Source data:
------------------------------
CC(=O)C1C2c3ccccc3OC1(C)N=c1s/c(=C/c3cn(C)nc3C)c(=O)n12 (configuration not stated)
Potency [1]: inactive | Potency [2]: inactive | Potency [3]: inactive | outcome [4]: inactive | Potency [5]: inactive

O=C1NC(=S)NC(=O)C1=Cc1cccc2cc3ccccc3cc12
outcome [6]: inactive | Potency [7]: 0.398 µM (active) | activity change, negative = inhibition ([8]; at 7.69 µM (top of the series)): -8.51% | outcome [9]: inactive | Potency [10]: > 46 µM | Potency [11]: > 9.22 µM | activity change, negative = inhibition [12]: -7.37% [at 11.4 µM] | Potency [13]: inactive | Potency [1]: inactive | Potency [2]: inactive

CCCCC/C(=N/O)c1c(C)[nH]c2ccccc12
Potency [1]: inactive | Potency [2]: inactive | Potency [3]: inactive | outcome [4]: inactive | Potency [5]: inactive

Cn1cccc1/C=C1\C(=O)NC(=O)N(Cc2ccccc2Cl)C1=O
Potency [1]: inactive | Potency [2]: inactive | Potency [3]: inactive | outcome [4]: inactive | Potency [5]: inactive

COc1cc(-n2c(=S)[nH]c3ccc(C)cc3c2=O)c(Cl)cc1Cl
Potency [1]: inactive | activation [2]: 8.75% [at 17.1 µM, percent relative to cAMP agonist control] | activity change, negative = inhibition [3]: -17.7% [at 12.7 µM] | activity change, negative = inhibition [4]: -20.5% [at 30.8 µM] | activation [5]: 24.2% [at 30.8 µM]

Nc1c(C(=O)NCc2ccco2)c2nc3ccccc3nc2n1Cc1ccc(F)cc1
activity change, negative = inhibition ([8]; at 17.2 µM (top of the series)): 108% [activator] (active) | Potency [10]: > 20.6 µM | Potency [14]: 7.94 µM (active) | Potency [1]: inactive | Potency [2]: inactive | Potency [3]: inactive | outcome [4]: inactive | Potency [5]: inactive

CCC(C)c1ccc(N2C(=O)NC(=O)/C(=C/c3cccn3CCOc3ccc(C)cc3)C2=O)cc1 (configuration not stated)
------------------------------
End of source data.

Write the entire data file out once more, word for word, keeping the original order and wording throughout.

CC(=O)C1C2c3ccccc3OC1(C)N=c1s/c(=C/c3cn(C)nc3C)c(=O)n12 (configuration not stated)
Potency [1]: inactive | Potency [2]: inactive | Potency [3]: inactive | outcome [4]: inactive | Potency [5]: inactive

O=C1NC(=S)NC(=O)C1=Cc1cccc2cc3ccccc3cc12
outcome [6]: inactive | Potency [7]: 0.398 µM (active) | activity change, negative = inhibition ([8]; at 7.69 µM (top of the series)): -8.51% | outcome [9]: inactive | Potency [10]: > 46 µM | Potency [11]: > 9.22 µM | activity change, negative = inhibition [12]: -7.37% [at 11.4 µM] | Potency [13]: inactive | Potency [1]: inactive | Potency [2]: inactive

CCCCC/C(=N/O)c1c(C)[nH]c2ccccc12
Potency [1]: inactive | Potency [2]: inactive | Potency [3]: inactive | outcome [4]: inactive | Potency [5]: inactive

Cn1cccc1/C=C1\C(=O)NC(=O)N(Cc2ccccc2Cl)C1=O
Potency [1]: inactive | Potency [2]: inactive | Potency [3]: inactive | outcome [4]: inactive | Potency [5]: inactive

COc1cc(-n2c(=S)[nH]c3ccc(C)cc3c2=O)c(Cl)cc1Cl
Potency [1]: inactive | activation [2]: 8.75% [at 17.1 µM, percent relative to cAMP agonist control] | activity change, negative = inhibition [3]: -17.7% [at 12.7 µM] | activity change, negative = inhibition [4]: -20.5% [at 30.8 µM] | activation [5]: 24.2% [at 30.8 µM]

Nc1c(C(=O)NCc2ccco2)c2nc3ccccc3nc2n1Cc1ccc(F)cc1
activity change, negative = inhibition ([8]; at 17.2 µM (top of the series)): 108% [activator] (active) | Potency [10]: > 20.6 µM | Potency [14]: 7.94 µM (active) | Potency [1]: inactive | Potency [2]: inactive | Potency [3]: inactive | outcome [4]: inactive | Potency [5]: inactive

CCC(C)c1ccc(N2C(=O)NC(=O)/C(=C/c3cccn3CCOc3ccc(C)cc3)C2=O)cc1 (configuration not stated)